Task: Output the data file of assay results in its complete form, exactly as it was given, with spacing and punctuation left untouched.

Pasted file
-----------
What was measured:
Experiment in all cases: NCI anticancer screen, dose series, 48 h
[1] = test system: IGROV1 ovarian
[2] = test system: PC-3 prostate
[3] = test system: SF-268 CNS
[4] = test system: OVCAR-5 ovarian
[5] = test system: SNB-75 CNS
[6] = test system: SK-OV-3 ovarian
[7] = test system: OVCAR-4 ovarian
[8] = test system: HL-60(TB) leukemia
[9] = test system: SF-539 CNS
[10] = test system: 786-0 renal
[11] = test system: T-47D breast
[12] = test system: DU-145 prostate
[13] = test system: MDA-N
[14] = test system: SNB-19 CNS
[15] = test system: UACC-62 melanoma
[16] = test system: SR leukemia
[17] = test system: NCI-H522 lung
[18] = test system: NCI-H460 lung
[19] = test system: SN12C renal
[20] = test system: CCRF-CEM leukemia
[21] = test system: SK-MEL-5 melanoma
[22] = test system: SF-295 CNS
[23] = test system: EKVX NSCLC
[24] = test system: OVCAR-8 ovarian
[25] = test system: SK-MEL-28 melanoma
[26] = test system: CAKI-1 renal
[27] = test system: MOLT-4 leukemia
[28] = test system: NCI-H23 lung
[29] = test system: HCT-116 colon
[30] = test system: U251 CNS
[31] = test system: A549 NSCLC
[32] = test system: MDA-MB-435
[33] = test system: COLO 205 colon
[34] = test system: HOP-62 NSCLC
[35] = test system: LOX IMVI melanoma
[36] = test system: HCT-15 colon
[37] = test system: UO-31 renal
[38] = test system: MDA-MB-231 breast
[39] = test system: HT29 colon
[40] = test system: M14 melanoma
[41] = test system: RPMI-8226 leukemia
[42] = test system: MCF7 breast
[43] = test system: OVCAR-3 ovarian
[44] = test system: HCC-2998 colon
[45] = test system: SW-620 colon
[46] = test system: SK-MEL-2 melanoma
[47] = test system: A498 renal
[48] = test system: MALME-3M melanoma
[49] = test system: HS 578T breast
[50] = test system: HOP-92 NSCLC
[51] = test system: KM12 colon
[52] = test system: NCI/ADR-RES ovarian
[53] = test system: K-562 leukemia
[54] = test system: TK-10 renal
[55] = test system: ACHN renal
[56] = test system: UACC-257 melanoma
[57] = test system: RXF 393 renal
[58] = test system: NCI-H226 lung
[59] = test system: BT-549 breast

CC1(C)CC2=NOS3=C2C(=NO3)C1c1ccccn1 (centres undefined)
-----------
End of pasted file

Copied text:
What was measured:
Experiment in all cases: NCI anticancer screen, dose series, 48 h
[1] = test system: IGROV1 ovarian
[2] = test system: PC-3 prostate
[3] = test system: SF-268 CNS
[4] = test system: OVCAR-5 ovarian
[5] = test system: SNB-75 CNS
[6] = test system: SK-OV-3 ovarian
[7] = test system: OVCAR-4 ovarian
[8] = test system: HL-60(TB) leukemia
[9] = test system: SF-539 CNS
[10] = test system: 786-0 renal
[11] = test system: T-47D breast
[12] = test system: DU-145 prostate
[13] = test system: MDA-N
[14] = test system: SNB-19 CNS
[15] = test system: UACC-62 melanoma
[16] = test system: SR leukemia
[17] = test system: NCI-H522 lung
[18] = test system: NCI-H460 lung
[19] = test system: SN12C renal
[20] = test system: CCRF-CEM leukemia
[21] = test system: SK-MEL-5 melanoma
[22] = test system: SF-295 CNS
[23] = test system: EKVX NSCLC
[24] = test system: OVCAR-8 ovarian
[25] = test system: SK-MEL-28 melanoma
[26] = test system: CAKI-1 renal
[27] = test system: MOLT-4 leukemia
[28] = test system: NCI-H23 lung
[29] = test system: HCT-116 colon
[30] = test system: U251 CNS
[31] = test system: A549 NSCLC
[32] = test system: MDA-MB-435
[33] = test system: COLO 205 colon
[34] = test system: HOP-62 NSCLC
[35] = test system: LOX IMVI melanoma
[36] = test system: HCT-15 colon
[37] = test system: UO-31 renal
[38] = test system: MDA-MB-231 breast
[39] = test system: HT29 colon
[40] = test system: M14 melanoma
[41] = test system: RPMI-8226 leukemia
[42] = test system: MCF7 breast
[43] = test system: OVCAR-3 ovarian
[44] = test system: HCC-2998 colon
[45] = test system: SW-620 colon
[46] = test system: SK-MEL-2 melanoma
[47] = test system: A498 renal
[48] = test system: MALME-3M melanoma
[49] = test system: HS 578T breast
[50] = test system: HOP-92 NSCLC
[51] = test system: KM12 colon
[52] = test system: NCI/ADR-RES ovarian
[53] = test system: K-562 leukemia
[54] = test system: TK-10 renal
[55] = test system: ACHN renal
[56] = test system: UACC-257 melanoma
[57] = test system: RXF 393 renal
[58] = test system: NCI-H226 lung
[59] = test system: BT-549 breast

CC1(C)CC2=NOS3=C2C(=NO3)C1c1ccccn1 (centres undefined)